Recommendation: The Government should promote setting up of required number of Vocational Education and Training colleges on the pattern of Engineering and Medical colleges.

Absence of Regulator:

  • Private training partners have mushroomed at the rate of five a day. The lack of a regulator for skill development, with teeth, has led to poor quality affiliation, assessment and certification.
  • Recommendation: NCVT should be used as a kernel to constitute the Regulator. To have a mandatory rating system for the ITIs that is published periodically. A ranking of the ITIs on several parameters such as the one done by the National Assessment and Accreditation Council in tertiary education can be replicated.

Absence of comprehensive legislation:

  • The absence of a law has further weakened regulation and monitoring.
  • Recommendation: Two existing Acts i.e. Apprentices Act, 1961 and The Employment Exchanges (Compulsory Notification of Vacancies) Act, 1959 should be repealed and a new Vocational Education and Training Act (VETA) should be enacted.

Lack of counseling, guidance and Employment Services:

  • India has failed to develop the culture of sensitizing children from nursery to college level about job opportunities, career options and self-employment opportunities.
  • Recommendations: All the employment exchanges in the country should be modernized, converted into state of the art Counselling, Guidance and Employment Facilitation Centers armed with modern technological tools to counsel, guide and provide employment services to the youth

Parliamentary Standing Committee on Labour

Parliamentary Standing committee under the chairmanship of Krit Somaiya has submitted its report on ‘Industrial Training Institutes and Skill Development Initiative Scheme’

Key findings

Accreditation Process:

  • The Somaiya Committee noted that QCI did not follow accreditation norms created by the National Council for Vocational Training (NCVT). Committee found that focus was on providing certificate to large number of people rather focusing on standard
  • Recommendation: In this context, the Committee recommended that appropriate action be straight away decided by the DGT against the QCI.

Pendency of applications and complaints:

  • The Committee noted that the QCI has not processed the cases of accreditation on a timely basis.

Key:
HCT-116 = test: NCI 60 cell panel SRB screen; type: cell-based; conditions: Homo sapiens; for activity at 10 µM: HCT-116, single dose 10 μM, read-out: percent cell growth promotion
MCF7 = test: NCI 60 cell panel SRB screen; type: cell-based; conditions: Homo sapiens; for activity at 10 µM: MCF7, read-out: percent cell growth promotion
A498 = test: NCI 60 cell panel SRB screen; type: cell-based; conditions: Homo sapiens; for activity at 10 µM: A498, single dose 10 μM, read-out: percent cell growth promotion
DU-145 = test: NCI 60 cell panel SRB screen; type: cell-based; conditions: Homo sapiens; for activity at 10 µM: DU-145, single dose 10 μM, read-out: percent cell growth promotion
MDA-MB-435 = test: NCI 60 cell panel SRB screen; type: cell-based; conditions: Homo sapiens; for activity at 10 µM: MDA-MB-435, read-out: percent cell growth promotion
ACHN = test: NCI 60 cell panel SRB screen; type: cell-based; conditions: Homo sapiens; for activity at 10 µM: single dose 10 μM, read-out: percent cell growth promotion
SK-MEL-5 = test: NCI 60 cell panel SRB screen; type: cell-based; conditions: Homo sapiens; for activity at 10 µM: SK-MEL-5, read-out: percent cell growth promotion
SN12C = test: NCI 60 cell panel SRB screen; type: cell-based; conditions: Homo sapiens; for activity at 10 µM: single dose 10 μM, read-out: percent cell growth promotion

• Recommendation: Apart from examining the complaint cases, a compulsory review of all cases which QCI had forwarded for accreditation must be concluded.

Non-compliance of norms:

  • The Standard Training Assessment and Reward scheme spent ₹850 crore in 2013-14 with no norms for quality.
  • Recommendation: To give Craftsmen Training Scheme legal teeth to strengthen its regulation and monitoring powers.

Employment Prospects after training

  • The Committee observed that in 400 government ITIs (as of 2015-16), 64% trainees have found either wage employment or self-employment. The corresponding figure for 100 private ITIs is 53%.
  • Recommendation: To make arrangements for regular campus placement (Rojgar Melas), and special recruitment drives in the ITIs which could be in contact with the various employer associations/industry representatives.

Underutilized capacity

  • The Committee highlighted that the total trainee count in the ITIs is 19.4 lakh as against the seating capacity of 21.9 lakh, i.e. about 88% utilization of available seats.
  • Recommendation: There should be a mechanism to assess the popularity of courses and divert resources towards them rather than keeping the capacity idle.

Participation of State Governments

  • State government response towards vocational training is lukewarm. Although ITI’s were formed under the government’s Craftsman Training Scheme, their day-to-day administration, finances and admissions are with State governments.
  • Recommendation: Concerted effort should be made to obtain plans from the states for proper release of funds to expedite fund utilization under the scheme

Fourth Industrial Revolution and Vocational Training

  • Low-skilled and repetitive jobs are bound to be eliminated by robots and artificial intelligence under the Fourth Industrial Revolution. This scenario is forcing technical and vocational education and training (TVET) institutions to evolve continuously and sustainably to remain relevant in the future.
  • Government should focus on education in areas like computers, data, artificial intelligence and designed thinking to enable consistent training for the workforce.
  • 4th Industrial Revolution demands vocational training should include skills such as critical thinking, creativity, adaptability, willingness to take risks and all attributes associated with entrepreneurship.

Way Ahead

  • Government should incorporate the recommendation of Sharda Prasad committee and Parliamentary Standing committee
  • Adequate infrastructure should be provided in schools, and schools also should be properly equipped for teaching and learning.
  • Adequate enlightenment campaigns should be carried out in order to educate the society about the importance of technical and vocational education.
  • There should be industrial participation in vocational schools and also there should be an arrangement for students to visit the industrial areas.
  • Contemporary instructional materials should be provided. Vocational subjects should be taught by using up-to-date modules.